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If North Korea Isn't Communist, Then What Is It?

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Last month I argued that North Korea is not really a communist state, at least not as we normally understand Marxist-Leninist states in the 20th century. For example, North Korea is governed by a monarchic family clan; its 'socialism' has been broadly replaced by corruption (at the top) and informal marketization (at the bottom); it flirts with race-fascism. Yet it does still retain obvious elements of old Stalinist states – for example, in its iconography, obsession with ideology, and anti-Western foreign policy relationships.

In my experience in this area, both scholarly and journalistic, this creates a lot of confusion and intellectual competition, with consequent political repercussions over how exactly to respond to North Korean provocations. There is a wide division out there about just how to interpret North Korea, what it 'really' is, what it 'really' wants, and so on. Similarly, a common retort to de-legitimize one's intellectual opponents in the study of North Korea is to claim another does not really 'understand' the 'true' North Korea.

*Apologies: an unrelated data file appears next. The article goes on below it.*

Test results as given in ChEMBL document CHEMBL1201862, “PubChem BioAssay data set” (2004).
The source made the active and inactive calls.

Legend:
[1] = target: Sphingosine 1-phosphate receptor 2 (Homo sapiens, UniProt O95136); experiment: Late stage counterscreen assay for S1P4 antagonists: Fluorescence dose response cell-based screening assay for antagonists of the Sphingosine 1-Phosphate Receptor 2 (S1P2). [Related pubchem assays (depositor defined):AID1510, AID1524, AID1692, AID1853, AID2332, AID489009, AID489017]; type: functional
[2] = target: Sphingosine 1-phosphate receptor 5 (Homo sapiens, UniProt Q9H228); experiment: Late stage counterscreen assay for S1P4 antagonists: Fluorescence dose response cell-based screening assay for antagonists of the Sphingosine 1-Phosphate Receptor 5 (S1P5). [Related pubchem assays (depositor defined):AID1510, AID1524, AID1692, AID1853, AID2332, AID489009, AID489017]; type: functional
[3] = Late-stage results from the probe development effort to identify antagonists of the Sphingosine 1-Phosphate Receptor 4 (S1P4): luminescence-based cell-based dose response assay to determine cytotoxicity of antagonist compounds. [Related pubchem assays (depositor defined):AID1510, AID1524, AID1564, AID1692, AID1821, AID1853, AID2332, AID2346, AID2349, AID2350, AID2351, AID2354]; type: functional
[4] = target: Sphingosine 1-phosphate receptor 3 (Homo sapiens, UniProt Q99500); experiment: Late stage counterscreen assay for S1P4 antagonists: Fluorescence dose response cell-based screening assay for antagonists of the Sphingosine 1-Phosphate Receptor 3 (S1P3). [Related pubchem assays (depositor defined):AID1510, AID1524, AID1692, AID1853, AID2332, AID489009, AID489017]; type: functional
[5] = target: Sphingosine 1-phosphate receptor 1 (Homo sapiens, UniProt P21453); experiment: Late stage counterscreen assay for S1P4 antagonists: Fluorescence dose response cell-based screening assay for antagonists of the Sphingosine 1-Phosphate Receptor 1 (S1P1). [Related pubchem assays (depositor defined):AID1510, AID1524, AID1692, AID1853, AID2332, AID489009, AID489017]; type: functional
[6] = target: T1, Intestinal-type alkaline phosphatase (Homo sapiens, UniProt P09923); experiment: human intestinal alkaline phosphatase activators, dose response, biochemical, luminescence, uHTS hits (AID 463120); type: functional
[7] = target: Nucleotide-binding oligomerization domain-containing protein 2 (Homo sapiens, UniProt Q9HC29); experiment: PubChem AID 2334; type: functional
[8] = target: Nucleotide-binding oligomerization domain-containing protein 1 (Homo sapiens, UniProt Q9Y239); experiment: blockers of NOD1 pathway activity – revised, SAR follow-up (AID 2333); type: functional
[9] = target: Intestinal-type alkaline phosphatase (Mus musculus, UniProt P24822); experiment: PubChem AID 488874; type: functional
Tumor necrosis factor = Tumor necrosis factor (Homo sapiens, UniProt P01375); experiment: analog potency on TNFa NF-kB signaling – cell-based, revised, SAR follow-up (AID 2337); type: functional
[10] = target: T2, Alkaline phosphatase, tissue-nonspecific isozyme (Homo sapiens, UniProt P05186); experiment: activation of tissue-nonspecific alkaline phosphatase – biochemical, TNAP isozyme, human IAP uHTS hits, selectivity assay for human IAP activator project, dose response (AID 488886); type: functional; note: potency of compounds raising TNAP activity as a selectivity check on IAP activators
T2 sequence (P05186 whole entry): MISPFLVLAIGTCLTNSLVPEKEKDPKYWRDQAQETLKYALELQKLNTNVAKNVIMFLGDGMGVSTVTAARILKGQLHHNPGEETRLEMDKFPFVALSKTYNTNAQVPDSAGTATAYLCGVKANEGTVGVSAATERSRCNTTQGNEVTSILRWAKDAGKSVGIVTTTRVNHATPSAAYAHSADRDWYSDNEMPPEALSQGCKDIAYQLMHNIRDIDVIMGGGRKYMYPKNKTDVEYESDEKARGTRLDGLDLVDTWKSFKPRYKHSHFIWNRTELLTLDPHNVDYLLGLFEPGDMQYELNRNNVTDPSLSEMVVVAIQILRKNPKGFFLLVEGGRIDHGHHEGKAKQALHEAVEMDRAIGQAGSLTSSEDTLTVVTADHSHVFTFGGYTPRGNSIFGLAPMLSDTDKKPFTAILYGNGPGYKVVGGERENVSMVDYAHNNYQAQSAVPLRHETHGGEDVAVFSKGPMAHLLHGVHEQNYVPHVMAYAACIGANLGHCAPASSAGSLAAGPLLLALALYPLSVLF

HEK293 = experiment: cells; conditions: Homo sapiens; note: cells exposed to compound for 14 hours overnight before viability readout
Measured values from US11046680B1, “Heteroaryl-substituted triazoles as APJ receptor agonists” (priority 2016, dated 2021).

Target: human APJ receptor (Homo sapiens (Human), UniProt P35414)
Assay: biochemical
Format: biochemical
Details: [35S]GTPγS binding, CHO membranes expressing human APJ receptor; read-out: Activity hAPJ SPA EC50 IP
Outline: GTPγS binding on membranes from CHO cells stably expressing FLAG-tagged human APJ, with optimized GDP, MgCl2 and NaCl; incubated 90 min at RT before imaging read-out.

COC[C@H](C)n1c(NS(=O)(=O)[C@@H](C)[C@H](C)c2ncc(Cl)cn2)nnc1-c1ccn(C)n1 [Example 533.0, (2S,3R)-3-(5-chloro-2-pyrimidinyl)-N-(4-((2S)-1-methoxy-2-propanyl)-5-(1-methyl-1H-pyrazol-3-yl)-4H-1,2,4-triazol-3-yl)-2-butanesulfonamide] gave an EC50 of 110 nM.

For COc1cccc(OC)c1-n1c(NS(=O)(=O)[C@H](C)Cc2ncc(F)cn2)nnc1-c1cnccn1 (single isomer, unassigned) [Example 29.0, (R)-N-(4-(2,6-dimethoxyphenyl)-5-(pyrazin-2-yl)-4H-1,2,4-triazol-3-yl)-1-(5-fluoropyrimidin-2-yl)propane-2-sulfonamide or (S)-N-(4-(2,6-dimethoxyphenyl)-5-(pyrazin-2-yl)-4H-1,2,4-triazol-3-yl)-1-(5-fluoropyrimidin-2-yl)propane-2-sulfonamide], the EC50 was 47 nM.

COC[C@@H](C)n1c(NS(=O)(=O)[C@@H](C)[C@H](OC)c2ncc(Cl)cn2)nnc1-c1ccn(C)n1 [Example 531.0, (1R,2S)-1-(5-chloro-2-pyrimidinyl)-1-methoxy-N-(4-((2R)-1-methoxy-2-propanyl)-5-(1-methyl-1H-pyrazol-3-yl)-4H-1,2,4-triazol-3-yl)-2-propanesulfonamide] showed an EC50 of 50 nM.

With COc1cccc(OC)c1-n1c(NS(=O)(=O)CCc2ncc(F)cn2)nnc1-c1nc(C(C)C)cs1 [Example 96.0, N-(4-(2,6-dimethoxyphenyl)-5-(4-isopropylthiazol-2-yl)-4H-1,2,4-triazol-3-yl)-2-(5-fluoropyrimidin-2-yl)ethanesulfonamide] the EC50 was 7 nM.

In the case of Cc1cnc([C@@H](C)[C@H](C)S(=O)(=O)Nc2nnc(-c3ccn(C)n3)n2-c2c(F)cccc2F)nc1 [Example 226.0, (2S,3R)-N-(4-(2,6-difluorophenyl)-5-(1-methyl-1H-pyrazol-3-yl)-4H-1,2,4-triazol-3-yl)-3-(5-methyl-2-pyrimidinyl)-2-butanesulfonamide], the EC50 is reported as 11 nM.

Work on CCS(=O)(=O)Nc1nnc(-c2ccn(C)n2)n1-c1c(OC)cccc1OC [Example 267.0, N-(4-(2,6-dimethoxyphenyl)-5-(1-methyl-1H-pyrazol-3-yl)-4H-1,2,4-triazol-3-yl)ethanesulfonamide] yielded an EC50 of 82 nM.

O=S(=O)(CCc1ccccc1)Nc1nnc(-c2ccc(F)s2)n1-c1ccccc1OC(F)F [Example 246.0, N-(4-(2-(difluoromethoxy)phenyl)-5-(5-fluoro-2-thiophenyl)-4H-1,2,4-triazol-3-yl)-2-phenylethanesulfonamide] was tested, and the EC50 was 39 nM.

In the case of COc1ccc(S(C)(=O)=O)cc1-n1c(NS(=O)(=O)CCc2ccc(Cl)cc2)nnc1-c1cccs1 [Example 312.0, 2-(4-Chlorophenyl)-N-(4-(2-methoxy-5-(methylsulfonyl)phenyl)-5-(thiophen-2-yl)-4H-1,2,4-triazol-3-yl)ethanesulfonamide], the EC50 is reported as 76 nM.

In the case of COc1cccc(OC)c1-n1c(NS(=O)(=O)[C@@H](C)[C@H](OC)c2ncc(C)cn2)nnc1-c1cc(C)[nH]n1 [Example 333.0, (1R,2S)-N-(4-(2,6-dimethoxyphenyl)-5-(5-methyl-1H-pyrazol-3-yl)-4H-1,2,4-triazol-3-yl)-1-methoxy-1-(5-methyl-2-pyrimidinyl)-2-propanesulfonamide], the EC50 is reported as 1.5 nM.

The easy answer is to throw up one's hands and call North Korea sui generis. That may be right in the way North Korea synthesizes seemingly disparate elements into what should be an ideological rube-goldberg jalopy. But North Korea manages to hang on regardless of how many times we analysts say it is an incoherent mess. So it seems worthwhile to sketch out some of the various interpretations floating around out there. Based on my experience at conferences, in scholarship and journalism, from my trip to North Korea itself, and so on, I would say there are five primary interpretive angles:

1. North Korea as 'classic' Cold War Stalinist alternative to South Korea:

Who believes this? Non-Korean journalists, Korean conservatives and military, non-elite Americans

What is their ideology? Traditional conservative

What is their big fear? A Northern invasion of South Korea

I argued against this interpretation last month, and I would reckon most North Korea analysts would say this is no longer the best way to read Pyongyang. But I find it is still quite popular. Its appeal is obvious. It is easy to understand, parallels nicely with South Korea as the liberal democratic alternate, and fits into an obvious frame – the Cold War.